There is still significant control over politics in the army. Despite the establishment of a parliamentary assembly and a civil presidency, the Constitutional Treaty has also consolidated armed domination and allows the army to disband the civil regime when it realises that the "disintegration of the Union or the question of intergovernmental solidarity" is at issue. It has the right to manage its own business, and the members of the former army administration were granted lump-sum parliamentary immunity for all actions.
Minorities are limited in their policy options and privileges. Legislative Council in March 2014 passed a bill to amend the Party Registration Act prohibiting people without full nationality from founding and challenging parliamentary partying. This action dampened the civic involvement of the Rohingyas, who had been made stateless by a 1982 Act and who lacked complete nationality documentation.
In the 2014 population survey, which was a blatant breach of the UN Population Fund policies, the people' s representatives urged the Rohingyas to be registered as "Bengalis", which would mean that they are Bangladeshi origin. Most of those who did not want to be Bengalese remained countless and had little chance of obtaining either a right to politics or acceptance.
The majority of the House is not eligible to vote and the army continues to be a strong political power, particularly through the opaque National Democratic and Reformist Party (NDSC). There is no public access to the army balance, although there is some form of parliamentarian control over it. In Transparency International's Corruption Perceptions Index 2014, Myanmar was voted 156th out of 175 nations and territories. 14 % of all Myanmar's respondents were from Myanmar.
While the budgetary procedure has become more open, the authorities are not taking any significant action to contain it. Since years the goverment deliberately ignores the fiscal fraud by the richest enterprises and private persons of the country. Eventually, the formal recognition of fiscal fraud took place in 2014, but the scope for open discussion of sensible business matters remains restricted.
For a long time, the regime used force, expulsion and other policies to change the demography of states with racial upheavals. The September 2014 administration approved its Rakhine State Action Plan, which could release tens of thousand Rohingyas for an indefinite period in prison camp because they were unable to document their family histories in Myanmar.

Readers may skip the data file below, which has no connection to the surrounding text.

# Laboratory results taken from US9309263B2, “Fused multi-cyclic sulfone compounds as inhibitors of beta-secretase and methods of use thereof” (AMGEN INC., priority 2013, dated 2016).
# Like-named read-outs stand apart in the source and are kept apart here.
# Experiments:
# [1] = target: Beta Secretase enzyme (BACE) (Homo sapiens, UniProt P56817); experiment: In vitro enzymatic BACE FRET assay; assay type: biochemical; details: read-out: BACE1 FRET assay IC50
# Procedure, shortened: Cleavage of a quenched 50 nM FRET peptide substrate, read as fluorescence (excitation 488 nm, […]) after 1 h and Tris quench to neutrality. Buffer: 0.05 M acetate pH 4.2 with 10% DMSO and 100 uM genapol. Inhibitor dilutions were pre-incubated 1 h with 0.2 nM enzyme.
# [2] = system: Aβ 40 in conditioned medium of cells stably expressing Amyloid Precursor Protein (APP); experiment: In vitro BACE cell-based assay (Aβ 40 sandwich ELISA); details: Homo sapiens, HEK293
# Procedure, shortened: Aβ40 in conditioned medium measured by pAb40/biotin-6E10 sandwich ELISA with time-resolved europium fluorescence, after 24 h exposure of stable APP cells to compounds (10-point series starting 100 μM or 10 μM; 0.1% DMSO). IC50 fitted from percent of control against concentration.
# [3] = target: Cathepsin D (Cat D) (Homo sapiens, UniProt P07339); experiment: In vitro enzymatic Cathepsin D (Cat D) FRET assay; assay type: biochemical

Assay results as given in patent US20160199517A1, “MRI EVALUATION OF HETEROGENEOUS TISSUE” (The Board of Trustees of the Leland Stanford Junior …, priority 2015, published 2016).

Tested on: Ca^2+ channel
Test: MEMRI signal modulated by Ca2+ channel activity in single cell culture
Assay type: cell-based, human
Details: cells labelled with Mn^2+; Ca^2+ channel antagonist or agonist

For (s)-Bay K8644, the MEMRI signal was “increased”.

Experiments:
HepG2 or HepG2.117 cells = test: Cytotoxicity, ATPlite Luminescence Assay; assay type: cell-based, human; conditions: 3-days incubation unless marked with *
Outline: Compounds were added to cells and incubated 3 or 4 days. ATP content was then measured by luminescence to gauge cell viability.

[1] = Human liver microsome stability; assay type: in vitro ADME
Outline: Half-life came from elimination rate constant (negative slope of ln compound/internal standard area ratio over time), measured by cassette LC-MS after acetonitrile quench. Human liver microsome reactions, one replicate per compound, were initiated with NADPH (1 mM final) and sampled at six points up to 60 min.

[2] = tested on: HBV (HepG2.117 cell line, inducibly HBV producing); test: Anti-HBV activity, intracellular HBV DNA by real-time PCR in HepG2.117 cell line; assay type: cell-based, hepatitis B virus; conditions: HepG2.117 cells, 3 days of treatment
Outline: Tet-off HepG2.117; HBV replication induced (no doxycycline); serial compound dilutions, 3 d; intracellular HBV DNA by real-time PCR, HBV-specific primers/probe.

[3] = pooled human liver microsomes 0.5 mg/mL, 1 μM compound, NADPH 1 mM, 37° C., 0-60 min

Despite the dissolution of the government agency for censure and the admission of personal dailies for the first public circulation since the 1960', the country suffered a clear relapse into free journalism in 2014. Last March, the US presidency passed two new legislation on the use of the press that decriminalised fundamental journalism practice. Four journalists and the head of Unity Weekly News were convicted in July of ten years in jail and forced labour, later cut down to seven years for having reported a possible CWWF.
Aung Kyaw Naing, a former member of the press and also known as Par Gyi, died in October in detention and the absence of an efficient inquiry into the event underlined the fragile position of the country's press. By 2013, the e-commerce act, which is used in routine to criminalise online policy activities, reduces the sentences to 3 to 7 years imprisonment (from 7 to 15 years) for "any act harmful to public order, public safety, public order, freedom and quiet in the communities, public support, the domestic economies or cultures, and to the "receiving or sending" of information.
From time to time the regime intervenes in church meetings and tries to keep an eye on the Buddha istism. Antimuslim unrest and force are spreading. The United Nations in January 2014 report that at least 48 Muslims were slaughtered in a slaughter under the leadership of Buddhism in the community of Maungdaw in the state of Rakhine. Antimuslim unrest in Mandalay in July caused the death of two persons and the imposition of a one-month ban.
She was also charged with inciting the use of force, which the politicians did little to stop it; some of the more stubborn members of the administration and some of the more persistent religious may be working towards the same goals. Legislative resolution in September adopted a disputed educational bill that maintains the country's authorship of academia and disregards basic freedoms, in particular the right to learn the national language and to educate disadvantaged people.